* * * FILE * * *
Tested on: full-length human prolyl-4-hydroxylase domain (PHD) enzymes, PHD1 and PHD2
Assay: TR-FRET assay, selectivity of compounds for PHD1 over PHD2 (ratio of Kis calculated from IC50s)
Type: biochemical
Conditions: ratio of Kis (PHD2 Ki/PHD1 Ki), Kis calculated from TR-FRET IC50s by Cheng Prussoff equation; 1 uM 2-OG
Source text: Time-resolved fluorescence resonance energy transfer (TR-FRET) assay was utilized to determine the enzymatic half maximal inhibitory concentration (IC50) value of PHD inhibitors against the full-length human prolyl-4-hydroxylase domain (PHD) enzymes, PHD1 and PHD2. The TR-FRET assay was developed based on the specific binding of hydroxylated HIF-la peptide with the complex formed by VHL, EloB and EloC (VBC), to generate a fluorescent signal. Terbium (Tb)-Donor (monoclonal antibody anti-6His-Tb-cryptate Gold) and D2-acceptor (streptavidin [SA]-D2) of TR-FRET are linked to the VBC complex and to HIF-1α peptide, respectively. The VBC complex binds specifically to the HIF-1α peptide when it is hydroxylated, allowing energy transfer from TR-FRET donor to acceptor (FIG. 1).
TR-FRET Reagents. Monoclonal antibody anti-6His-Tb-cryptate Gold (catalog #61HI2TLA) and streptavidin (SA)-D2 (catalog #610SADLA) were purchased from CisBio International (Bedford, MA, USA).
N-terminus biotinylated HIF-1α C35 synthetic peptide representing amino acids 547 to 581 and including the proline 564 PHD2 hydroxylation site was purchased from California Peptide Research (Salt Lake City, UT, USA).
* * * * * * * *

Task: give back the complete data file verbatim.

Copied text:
Tested on: full-length human prolyl-4-hydroxylase domain (PHD) enzymes, PHD1 and PHD2
Assay: TR-FRET assay, selectivity of compounds for PHD1 over PHD2 (ratio of Kis calculated from IC50s)
Type: biochemical
Conditions: ratio of Kis (PHD2 Ki/PHD1 Ki), Kis calculated from TR-FRET IC50s by Cheng Prussoff equation; 1 uM 2-OG
Source text: Time-resolved fluorescence resonance energy transfer (TR-FRET) assay was utilized to determine the enzymatic half maximal inhibitory concentration (IC50) value of PHD inhibitors against the full-length human prolyl-4-hydroxylase domain (PHD) enzymes, PHD1 and PHD2. The TR-FRET assay was developed based on the specific binding of hydroxylated HIF-la peptide with the complex formed by VHL, EloB and EloC (VBC), to generate a fluorescent signal. Terbium (Tb)-Donor (monoclonal antibody anti-6His-Tb-cryptate Gold) and D2-acceptor (streptavidin [SA]-D2) of TR-FRET are linked to the VBC complex and to HIF-1α peptide, respectively. The VBC complex binds specifically to the HIF-1α peptide when it is hydroxylated, allowing energy transfer from TR-FRET donor to acceptor (FIG. 1).
TR-FRET Reagents. Monoclonal antibody anti-6His-Tb-cryptate Gold (catalog #61HI2TLA) and streptavidin (SA)-D2 (catalog #610SADLA) were purchased from CisBio International (Bedford, MA, USA).
N-terminus biotinylated HIF-1α C35 synthetic peptide representing amino acids 547 to 581 and including the proline 564 PHD2 hydroxylation site was purchased from California Peptide Research (Salt Lake City, UT, USA).